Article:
Paula Gooder presents an imaginative telling of the life and ministry of Phoebe. She states that her purpose in writing this story is not simply to provide an entertaining novel, but also to inform readers of the reality behind the NT text.
In her book, Worthy: Finding Yourself in a World Expecting Someone Else, Melanie Springer Mock critiques the Christian culture which labels people and puts them into boxes. She then affirms God’s heart for every individual by emphasizing how much he loves them, regardless of what the world might think. She shares many experiences from her own life, both painful and positive, that helped challenge her thinking.
"We are to concentrate on the inner characteristics of a person, not on his or her gender." So states author Gretchen Gaebelein Hull, a biblical feminist whose new book, Equal To Serve, comes to grips with the controversial social issues of today.
Ruth Hoppin has spent decades researching Adolf Harnack's hypothesis that Priscilla wrote the biblical Epistle to the Hebrews. A first book, Priscilla, Author of the Epistle to the Hebrews, was published in the late 1960s. Since that time additional relevant material has been published, some of it related to the Dead Sea Scrolls. This book is an update which takes such material into account.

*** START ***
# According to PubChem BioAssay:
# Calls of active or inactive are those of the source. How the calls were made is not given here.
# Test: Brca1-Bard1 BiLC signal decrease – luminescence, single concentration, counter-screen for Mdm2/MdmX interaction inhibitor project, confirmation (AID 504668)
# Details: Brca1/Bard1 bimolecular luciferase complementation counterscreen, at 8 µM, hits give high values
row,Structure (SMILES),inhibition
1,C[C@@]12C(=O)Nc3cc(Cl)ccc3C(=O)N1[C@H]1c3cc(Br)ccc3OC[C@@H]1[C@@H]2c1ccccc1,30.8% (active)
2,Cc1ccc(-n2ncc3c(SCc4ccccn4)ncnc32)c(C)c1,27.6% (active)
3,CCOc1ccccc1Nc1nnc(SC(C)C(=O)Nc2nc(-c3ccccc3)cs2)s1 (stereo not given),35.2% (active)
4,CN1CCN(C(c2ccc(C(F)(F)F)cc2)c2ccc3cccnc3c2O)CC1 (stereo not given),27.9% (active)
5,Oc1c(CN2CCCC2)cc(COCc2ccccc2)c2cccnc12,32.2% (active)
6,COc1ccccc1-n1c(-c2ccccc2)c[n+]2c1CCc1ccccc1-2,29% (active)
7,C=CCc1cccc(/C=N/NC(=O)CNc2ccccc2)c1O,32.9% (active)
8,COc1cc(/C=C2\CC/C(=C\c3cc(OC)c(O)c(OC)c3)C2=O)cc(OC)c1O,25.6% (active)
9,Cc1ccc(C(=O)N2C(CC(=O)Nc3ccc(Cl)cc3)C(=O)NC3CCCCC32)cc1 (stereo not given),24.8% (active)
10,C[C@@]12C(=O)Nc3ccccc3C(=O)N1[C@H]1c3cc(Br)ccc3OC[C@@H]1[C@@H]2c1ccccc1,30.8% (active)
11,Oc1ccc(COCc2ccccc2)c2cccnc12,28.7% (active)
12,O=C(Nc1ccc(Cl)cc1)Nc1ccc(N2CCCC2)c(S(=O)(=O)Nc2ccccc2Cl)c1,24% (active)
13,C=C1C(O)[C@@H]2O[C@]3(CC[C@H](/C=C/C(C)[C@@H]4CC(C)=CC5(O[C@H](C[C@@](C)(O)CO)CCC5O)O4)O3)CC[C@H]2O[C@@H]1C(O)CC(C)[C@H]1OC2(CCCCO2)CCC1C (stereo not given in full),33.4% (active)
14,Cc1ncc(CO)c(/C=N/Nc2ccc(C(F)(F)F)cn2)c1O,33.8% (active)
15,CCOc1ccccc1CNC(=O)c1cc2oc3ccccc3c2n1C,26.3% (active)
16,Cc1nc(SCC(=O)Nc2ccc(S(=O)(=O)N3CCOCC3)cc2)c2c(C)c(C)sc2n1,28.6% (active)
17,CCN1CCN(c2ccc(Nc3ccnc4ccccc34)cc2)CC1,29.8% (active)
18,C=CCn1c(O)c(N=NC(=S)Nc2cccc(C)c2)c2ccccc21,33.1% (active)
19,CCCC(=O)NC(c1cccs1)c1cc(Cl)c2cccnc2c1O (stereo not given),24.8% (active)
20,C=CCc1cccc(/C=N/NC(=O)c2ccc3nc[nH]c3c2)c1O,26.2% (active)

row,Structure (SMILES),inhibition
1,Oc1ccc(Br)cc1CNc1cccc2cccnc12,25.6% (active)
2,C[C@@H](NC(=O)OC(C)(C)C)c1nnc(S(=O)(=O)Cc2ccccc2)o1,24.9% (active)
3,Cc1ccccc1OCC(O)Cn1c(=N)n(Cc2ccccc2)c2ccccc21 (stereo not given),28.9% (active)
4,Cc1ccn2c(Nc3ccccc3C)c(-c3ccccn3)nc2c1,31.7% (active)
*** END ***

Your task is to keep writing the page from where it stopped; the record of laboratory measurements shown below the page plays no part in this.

Subtitled "Women Called to Ministry," Dr. Spencer's book presents a new look at Scripture's description of women's roles. She writes, "Whole dimensions of God, ministry, education and theology are being obscured and ignored if women are not properly trained, then invited, even more so welcomed, to participate as significant and affirmed once they do lead."
The book's thirteen chapters deal with the many facets of concern that arise when we seek to examine the issue of gender and the church: the theology of gender, gender in the Bible, sex differences, homemaking vs. careers, masculinity and femininity, violence and gender, aging, singleness, racial ramifications of gender, and parenting concerns.
This book makes a distinct contribution to the current literature on biblical teachings about men and women in marriage and as co-workers in the service of Christ. The three strands in Wright's book refers to man, woman, and God.
This volume truly represents a landmark in the reclamation of a good word, "complementarity," from its misuse by the equal-but-unequal school of thought. A formidable collage of scholars with complementary gifts of the Spirit have contributed to a book which is sure to become a primary textbook and resource in the Christian circles of church and academia.
Women in the Church is a dangerous book which should not have been published because, while it appears to be scholarly, it actually teems with historical and theological errors and also emotional subjectivity. Alan G. Padgett has provided a critical rebuttal to Women in the Church in the Winter 1997 issue of Priscilla Papers.